While Simon Rattle and the Berliner Philharmoniker's performance of Mussorgsky's Pictures at an Exhibition doesn't sound much like Mussorgsky's Pictures at an Exhibition, it is still a fantastic performance of eye-popping audacity and jaw-dropping virtuosity. The reason Mussorgsky's Pictures doesn't sound like Mussorgsky's Pictures, of course, is that this is really Ravel's Mussorgsky's Pictures. But never before has the work sounded so little like the work of a nineteenth century Russian nationalist composer and so much like the work of a twentieth century Russian internationalist composer -- to wit, Igor Stravinsky. In Rattle's interpretation, Ravel's Mussorgsky's Pictures is really Ravel's take on Stravinsky's take on nineteenth century Russian nationalism. To be specific, Rattle's colors sparkle with brilliant percussion, his tempos are quick with rhythms that push and lines that drive, his textures are lucid, his touch is dry, and his tone, while arguably overtly flashy, is in reality objective, almost ironic.
However one finds Rattle's interpretation, there's no denying the Berlin orchestra's consummate virtuosity. While it has made stupendous recordings of the work in the past -- Karajan's 1965 DG stereo recording and Abbado's 1994 Sony digital recording -- this 2007 EMI recording is its best yet. No matter what the score or the conductor ask of them, the Berlin musicians supply undeviating perfection and undeniable satisfaction. The soloists are consistently brilliant and the ensemble uniformly flawless, but even more impressive is the excitement. Though Ravel's score is a standard repertoire item, the Berlin plays it with such irresistible panache that one is continually awed by the performance. In sum, then, anyone who enjoys Mussorgsky's Pictures in its orchestral form should by all means hear this recording.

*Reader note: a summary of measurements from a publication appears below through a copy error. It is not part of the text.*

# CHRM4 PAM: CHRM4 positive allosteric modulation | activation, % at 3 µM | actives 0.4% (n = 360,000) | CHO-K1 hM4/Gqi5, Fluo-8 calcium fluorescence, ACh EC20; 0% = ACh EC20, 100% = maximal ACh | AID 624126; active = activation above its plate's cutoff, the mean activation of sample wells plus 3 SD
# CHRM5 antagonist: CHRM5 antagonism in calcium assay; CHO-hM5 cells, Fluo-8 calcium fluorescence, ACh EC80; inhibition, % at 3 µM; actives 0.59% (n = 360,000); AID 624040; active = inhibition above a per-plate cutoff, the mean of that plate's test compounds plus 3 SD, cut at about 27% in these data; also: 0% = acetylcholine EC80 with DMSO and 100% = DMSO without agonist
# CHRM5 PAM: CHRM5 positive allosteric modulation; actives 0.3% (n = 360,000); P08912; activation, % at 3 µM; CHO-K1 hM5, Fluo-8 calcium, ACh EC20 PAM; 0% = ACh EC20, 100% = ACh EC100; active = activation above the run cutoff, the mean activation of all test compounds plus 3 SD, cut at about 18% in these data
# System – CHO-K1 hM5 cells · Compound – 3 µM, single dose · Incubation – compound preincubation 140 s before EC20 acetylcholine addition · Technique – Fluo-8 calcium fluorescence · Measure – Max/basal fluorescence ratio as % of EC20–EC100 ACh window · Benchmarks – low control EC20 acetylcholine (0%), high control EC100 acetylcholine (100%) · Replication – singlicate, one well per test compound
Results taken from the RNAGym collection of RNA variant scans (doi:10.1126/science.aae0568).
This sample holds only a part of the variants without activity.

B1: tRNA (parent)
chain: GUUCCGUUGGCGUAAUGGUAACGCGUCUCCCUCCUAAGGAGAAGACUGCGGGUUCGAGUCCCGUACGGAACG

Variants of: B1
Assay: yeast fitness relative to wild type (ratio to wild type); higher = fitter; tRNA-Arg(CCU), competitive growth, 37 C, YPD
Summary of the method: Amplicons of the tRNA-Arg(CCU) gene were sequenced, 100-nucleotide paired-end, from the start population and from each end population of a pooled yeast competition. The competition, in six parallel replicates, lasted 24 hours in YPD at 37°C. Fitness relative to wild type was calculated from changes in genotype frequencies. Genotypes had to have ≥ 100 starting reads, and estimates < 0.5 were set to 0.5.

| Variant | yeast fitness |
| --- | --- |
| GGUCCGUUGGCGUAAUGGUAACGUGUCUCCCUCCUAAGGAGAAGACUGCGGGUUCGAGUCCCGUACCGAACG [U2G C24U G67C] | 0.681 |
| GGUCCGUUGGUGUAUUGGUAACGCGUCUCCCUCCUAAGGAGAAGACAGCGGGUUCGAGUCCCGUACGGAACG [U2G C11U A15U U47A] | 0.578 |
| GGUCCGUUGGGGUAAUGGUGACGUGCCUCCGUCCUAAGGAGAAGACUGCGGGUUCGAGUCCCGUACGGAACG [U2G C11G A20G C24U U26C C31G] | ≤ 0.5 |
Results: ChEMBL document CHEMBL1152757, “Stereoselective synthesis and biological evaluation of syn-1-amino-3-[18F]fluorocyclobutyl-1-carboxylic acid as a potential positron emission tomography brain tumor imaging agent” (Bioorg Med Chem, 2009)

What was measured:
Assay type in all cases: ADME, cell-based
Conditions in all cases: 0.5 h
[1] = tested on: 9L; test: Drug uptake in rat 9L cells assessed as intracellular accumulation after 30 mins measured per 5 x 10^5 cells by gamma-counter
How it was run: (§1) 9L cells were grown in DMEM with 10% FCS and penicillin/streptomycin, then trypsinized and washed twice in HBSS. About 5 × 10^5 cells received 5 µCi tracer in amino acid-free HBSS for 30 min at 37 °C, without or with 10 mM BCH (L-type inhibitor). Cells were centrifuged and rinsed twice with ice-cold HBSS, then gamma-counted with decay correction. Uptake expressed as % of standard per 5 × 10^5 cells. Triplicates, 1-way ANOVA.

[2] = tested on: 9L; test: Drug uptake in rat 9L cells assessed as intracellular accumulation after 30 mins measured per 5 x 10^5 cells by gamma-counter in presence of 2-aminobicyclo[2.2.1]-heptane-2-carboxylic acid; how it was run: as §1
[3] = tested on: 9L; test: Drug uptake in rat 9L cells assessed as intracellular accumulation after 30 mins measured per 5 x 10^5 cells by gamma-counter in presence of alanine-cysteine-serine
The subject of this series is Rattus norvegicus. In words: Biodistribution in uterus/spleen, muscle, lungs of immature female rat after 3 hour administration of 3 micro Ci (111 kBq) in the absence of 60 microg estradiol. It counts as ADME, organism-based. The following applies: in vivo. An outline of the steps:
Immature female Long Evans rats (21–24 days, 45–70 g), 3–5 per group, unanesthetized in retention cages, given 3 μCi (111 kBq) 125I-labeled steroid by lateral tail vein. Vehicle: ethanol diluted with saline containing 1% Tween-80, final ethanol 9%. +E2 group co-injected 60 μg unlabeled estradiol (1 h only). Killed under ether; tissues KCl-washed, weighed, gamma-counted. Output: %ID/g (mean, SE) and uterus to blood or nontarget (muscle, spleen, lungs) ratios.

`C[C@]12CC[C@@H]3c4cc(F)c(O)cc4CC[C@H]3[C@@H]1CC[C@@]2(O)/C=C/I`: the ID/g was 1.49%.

But they should by all means stay away from the coupling: Borodin's Second Symphony and Polovtsian Dances from his opera Prince Igor. Rattle seems at a loss with the symphony's epic tone and sweeping lyricism and his interpretation seems ad-hoc, even improvised. His Polovtsian Dances come off better because the music's rhythmic vigor suits the English conductor's energetic style and the German orchestra's virtuosic manner, though they still miss its ravishing sensuality. There are many better recordings of both works in the catalog -- try Gergiev's digital Second or Svetlanov's stereo Second and Beecham's full-frontal stereo Dances -- but while these are worth hearing once, they may not be worth hearing twice.